I have friends with three kids who make it all look easy. Friends who want a fourth. Friends who’ve taken the tougher times in stride, or at least appear to. I’m genuinely happy for them, but that did not prove to be the case for me. It’s not that having two kids was easy, but I thought I was pretty good at it. Most days I think I kind of suck at having three. And I don’t really like sucking at things, which is where much of my angst comes from. I’m not alone: According to a 2013 Today survey of more than 7,000 American moms, mothers of three stress more than moms of one or two — and even more than women with four children, who actually report lower stress levels, presumably because they’ve thrown their hands up at that point and no longer struggle to keep everything together.

Marriages suffer too, and mine certainly did, particularly in the first year. As the study showed, parents of three become outnumbered and overstressed as the third child “tips the balance” and really “tests the strength of your relationship.” And when you don’t feel like you have a handle on things, it’s human nature to focus on the flaws of others and to pick at each other. To bicker. To forget to be kind. I’m a big believer in adult-only time and putting serious effort into maintaining what I think is the most important relationship in the house. But when you’re spread thin, there’s less time to do that.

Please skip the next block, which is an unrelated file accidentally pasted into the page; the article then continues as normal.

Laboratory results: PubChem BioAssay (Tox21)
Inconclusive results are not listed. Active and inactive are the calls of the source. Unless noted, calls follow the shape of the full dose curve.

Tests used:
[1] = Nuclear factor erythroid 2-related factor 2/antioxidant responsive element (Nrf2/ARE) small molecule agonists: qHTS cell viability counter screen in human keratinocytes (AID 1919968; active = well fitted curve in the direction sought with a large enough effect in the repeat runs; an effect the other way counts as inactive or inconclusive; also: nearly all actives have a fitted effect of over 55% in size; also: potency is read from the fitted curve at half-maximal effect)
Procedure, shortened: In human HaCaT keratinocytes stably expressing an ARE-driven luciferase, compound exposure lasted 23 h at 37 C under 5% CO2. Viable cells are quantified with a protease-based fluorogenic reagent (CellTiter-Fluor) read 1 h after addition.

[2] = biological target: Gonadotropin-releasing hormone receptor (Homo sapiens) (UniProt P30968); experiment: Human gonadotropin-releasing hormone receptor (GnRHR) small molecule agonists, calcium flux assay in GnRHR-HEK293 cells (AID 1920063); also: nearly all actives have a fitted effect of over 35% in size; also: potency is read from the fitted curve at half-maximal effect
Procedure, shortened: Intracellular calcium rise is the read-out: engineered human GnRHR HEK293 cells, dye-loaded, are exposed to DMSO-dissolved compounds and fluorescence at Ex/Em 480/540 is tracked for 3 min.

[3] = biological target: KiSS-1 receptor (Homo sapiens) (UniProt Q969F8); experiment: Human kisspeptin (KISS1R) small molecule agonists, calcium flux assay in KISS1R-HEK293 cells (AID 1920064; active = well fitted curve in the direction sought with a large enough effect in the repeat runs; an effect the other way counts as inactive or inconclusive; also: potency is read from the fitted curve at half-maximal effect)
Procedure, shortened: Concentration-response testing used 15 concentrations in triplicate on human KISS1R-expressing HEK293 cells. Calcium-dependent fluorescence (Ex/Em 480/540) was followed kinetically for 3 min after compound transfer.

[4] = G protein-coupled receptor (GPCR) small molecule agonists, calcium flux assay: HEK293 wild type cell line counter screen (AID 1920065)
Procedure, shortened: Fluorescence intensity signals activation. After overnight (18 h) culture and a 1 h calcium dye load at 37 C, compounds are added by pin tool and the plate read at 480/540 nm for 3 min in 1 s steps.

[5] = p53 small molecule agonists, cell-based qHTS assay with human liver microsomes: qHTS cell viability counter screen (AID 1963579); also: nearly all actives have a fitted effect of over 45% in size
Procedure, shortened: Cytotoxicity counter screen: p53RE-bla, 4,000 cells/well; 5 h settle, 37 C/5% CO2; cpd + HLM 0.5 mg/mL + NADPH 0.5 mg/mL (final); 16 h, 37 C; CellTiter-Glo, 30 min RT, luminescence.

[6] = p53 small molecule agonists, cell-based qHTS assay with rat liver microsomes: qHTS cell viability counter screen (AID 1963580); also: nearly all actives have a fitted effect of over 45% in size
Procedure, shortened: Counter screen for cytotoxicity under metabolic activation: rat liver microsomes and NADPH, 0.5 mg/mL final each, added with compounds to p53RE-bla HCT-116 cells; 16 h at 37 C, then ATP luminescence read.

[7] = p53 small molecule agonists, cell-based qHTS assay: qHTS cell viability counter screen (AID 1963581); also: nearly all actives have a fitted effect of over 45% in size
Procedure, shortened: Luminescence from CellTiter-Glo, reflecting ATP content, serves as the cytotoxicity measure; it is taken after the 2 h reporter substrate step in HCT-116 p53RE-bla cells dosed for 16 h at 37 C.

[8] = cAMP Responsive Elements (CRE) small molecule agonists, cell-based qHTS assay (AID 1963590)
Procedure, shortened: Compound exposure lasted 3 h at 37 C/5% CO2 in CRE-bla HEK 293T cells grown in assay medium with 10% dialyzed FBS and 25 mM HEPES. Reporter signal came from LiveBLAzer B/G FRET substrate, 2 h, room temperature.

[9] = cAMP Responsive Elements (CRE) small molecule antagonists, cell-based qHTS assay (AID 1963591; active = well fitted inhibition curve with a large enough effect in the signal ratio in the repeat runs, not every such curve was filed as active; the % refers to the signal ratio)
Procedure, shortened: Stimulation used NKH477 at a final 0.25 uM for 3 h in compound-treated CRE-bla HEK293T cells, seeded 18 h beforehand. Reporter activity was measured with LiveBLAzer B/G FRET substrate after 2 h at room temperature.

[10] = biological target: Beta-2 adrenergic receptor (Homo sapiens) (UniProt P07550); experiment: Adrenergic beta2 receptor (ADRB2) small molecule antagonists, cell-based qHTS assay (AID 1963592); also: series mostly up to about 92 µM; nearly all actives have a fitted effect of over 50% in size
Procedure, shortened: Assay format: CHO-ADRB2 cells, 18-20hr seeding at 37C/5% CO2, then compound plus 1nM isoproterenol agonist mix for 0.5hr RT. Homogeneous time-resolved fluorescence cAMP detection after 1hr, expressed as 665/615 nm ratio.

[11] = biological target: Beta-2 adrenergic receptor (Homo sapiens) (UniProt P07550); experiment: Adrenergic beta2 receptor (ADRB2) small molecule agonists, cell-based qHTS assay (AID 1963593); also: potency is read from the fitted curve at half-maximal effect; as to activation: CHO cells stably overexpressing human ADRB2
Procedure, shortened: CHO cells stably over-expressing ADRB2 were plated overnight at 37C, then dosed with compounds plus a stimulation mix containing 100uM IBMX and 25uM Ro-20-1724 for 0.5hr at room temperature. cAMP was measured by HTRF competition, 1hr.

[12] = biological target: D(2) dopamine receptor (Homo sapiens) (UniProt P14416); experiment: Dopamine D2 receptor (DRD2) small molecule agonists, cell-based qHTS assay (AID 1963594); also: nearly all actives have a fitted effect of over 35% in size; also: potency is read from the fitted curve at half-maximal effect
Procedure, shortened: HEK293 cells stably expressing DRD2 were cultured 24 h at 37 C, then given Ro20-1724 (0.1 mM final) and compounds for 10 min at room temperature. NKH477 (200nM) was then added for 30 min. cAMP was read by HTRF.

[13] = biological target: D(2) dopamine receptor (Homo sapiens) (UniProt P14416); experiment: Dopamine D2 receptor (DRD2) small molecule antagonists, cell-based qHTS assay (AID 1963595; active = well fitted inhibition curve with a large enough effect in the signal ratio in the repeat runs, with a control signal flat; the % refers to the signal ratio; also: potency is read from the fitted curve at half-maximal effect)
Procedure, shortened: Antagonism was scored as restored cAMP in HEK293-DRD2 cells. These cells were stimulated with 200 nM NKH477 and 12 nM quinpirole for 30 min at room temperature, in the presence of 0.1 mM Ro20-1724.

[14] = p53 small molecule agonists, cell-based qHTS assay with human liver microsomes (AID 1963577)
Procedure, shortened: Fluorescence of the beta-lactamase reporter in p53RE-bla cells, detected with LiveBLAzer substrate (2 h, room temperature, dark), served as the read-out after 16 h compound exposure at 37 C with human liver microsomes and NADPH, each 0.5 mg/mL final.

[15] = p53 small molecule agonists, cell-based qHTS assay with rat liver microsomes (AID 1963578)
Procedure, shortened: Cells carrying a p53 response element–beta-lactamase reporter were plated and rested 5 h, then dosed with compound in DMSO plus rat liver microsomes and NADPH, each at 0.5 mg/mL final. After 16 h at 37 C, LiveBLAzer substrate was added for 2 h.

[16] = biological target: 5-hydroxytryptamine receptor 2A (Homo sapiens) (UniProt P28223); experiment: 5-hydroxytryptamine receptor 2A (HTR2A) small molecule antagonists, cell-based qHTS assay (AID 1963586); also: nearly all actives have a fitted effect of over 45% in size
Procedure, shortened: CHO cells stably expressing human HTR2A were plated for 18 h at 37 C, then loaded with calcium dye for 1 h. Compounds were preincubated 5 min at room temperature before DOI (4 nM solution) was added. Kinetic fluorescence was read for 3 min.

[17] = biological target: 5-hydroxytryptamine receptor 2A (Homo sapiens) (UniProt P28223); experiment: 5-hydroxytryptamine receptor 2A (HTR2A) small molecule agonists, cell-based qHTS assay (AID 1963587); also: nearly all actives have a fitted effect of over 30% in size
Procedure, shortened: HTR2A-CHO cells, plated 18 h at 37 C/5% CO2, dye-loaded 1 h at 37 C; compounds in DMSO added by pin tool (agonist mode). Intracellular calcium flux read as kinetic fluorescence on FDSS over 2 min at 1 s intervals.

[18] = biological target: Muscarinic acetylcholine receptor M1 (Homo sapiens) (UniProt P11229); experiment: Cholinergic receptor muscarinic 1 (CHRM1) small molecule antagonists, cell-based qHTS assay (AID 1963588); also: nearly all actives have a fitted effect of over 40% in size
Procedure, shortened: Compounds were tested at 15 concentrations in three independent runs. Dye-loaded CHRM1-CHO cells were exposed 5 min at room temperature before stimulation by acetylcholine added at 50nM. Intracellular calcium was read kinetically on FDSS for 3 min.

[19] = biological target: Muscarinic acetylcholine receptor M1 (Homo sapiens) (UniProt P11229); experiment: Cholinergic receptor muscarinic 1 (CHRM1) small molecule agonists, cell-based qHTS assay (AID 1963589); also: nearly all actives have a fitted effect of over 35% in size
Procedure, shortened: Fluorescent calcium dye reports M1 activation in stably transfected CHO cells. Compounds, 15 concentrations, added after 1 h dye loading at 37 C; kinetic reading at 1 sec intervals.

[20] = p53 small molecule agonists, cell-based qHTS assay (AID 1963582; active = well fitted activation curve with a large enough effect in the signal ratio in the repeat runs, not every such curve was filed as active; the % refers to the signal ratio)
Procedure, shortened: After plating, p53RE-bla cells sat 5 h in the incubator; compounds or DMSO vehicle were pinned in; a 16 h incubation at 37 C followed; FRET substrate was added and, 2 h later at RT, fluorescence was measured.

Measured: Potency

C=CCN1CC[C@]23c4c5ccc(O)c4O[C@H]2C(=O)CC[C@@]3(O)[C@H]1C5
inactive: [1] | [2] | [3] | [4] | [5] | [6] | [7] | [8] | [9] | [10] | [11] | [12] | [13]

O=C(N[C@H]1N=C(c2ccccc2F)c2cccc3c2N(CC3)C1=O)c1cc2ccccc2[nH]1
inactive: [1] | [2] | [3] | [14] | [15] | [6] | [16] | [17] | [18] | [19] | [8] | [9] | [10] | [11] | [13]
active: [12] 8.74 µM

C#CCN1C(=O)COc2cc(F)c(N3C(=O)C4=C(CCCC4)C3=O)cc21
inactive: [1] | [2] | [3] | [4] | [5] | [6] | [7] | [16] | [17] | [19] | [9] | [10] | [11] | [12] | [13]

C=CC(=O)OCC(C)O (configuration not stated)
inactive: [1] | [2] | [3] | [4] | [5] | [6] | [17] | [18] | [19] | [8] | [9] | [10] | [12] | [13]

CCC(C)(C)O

Then there’s this: My husband and I pretty much shared the child rearing with the older two 50-50, but about a month after our third was born, he took an unplanned career turn and started a new job with more hours and a long commute. So actually the simple equation is that there are more kids and still just the one of me and now only half of my husband.

A friend, also a mother of three, said that she and her husband have been seeing a couples therapist, and she told them that the majority of their issues are just from having little kids. Meaning, little kids can be hard on a marriage, and as those kids get older, many of their problems will disappear. I believe it. I’m sure we’re in for way worse challenges than sleepless nights and whining for attention, but I can already see how much chaos dissipates as everyone becomes more independent. Our third just turned 2 in November, and we’re almost completely back from the edge her arrival put us over. And we’ve learned big lessons. My husband and I look back at some of our less-than-finer moments in her first year and say, Wow, we did not handle that transition well. Fortunately we had a solid relationship to begin with and we were able to find our way back. And I like to think we’ll be stronger because of it.

Please don’t misunderstand: I love being a mom of three kids, and we do not regret our decision one bit, but I find that it kicks my ass on a near daily basis. And in this era of posting curated photos of perfect family experiences, I think it’s important to share the unfiltered version too. Do I want sympathy? Heck no. But maybe my confession will help someone who’s struggling. Maybe it will make someone laugh and feel like she’s not alone. Regardless, it’s important to be honest with each other — and with ourselves. Admitting that parenting is hard and that you don’t love every second of it does not make you a bad mom. In fact, sometimes just saying it out loud takes away some of the burden: Hi, my name is Erin and, yes, my hands are full. Thanks for noticing.

(Photo: Erin Zammett Ruddy)